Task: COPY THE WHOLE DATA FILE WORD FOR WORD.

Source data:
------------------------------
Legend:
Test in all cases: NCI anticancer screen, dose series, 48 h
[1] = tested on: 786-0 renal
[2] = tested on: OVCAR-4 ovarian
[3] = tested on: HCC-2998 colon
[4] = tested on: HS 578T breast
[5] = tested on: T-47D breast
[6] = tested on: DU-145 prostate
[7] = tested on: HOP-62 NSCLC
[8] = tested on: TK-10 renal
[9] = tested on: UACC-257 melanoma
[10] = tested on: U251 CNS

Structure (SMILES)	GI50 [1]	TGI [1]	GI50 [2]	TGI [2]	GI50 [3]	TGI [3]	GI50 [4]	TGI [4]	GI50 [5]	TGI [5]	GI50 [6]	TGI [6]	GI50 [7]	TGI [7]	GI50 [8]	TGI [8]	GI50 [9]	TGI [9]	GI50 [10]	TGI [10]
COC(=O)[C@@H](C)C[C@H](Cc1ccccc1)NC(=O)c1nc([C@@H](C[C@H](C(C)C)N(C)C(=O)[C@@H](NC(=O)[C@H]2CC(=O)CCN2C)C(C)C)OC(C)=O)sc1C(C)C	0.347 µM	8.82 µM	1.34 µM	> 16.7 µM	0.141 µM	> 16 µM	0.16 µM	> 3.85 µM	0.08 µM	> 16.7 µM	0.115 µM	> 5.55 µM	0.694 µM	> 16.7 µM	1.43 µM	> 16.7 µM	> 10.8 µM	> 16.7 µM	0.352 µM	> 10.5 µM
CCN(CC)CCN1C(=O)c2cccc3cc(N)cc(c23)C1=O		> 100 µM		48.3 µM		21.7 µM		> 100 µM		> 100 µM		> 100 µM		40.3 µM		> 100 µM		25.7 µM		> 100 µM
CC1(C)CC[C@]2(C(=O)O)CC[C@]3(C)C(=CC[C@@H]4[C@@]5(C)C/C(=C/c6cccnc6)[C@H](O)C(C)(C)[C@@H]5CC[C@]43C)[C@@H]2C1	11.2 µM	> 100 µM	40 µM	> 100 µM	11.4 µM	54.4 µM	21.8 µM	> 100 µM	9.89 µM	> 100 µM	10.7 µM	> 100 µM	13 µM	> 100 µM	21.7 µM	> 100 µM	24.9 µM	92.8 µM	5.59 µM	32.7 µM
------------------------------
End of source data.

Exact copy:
Legend:
Test in all cases: NCI anticancer screen, dose series, 48 h
[1] = tested on: 786-0 renal
[2] = tested on: OVCAR-4 ovarian
[3] = tested on: HCC-2998 colon
[4] = tested on: HS 578T breast
[5] = tested on: T-47D breast
[6] = tested on: DU-145 prostate
[7] = tested on: HOP-62 NSCLC
[8] = tested on: TK-10 renal
[9] = tested on: UACC-257 melanoma
[10] = tested on: U251 CNS

Structure (SMILES)	GI50 [1]	TGI [1]	GI50 [2]	TGI [2]	GI50 [3]	TGI [3]	GI50 [4]	TGI [4]	GI50 [5]	TGI [5]	GI50 [6]	TGI [6]	GI50 [7]	TGI [7]	GI50 [8]	TGI [8]	GI50 [9]	TGI [9]	GI50 [10]	TGI [10]
COC(=O)[C@@H](C)C[C@H](Cc1ccccc1)NC(=O)c1nc([C@@H](C[C@H](C(C)C)N(C)C(=O)[C@@H](NC(=O)[C@H]2CC(=O)CCN2C)C(C)C)OC(C)=O)sc1C(C)C	0.347 µM	8.82 µM	1.34 µM	> 16.7 µM	0.141 µM	> 16 µM	0.16 µM	> 3.85 µM	0.08 µM	> 16.7 µM	0.115 µM	> 5.55 µM	0.694 µM	> 16.7 µM	1.43 µM	> 16.7 µM	> 10.8 µM	> 16.7 µM	0.352 µM	> 10.5 µM
CCN(CC)CCN1C(=O)c2cccc3cc(N)cc(c23)C1=O		> 100 µM		48.3 µM		21.7 µM		> 100 µM		> 100 µM		> 100 µM		40.3 µM		> 100 µM		25.7 µM		> 100 µM
CC1(C)CC[C@]2(C(=O)O)CC[C@]3(C)C(=CC[C@@H]4[C@@]5(C)C/C(=C/c6cccnc6)[C@H](O)C(C)(C)[C@@H]5CC[C@]43C)[C@@H]2C1	11.2 µM	> 100 µM	40 µM	> 100 µM	11.4 µM	54.4 µM	21.8 µM	> 100 µM	9.89 µM	> 100 µM	10.7 µM	> 100 µM	13 µM	> 100 µM	21.7 µM	> 100 µM	24.9 µM	92.8 µM	5.59 µM	32.7 µM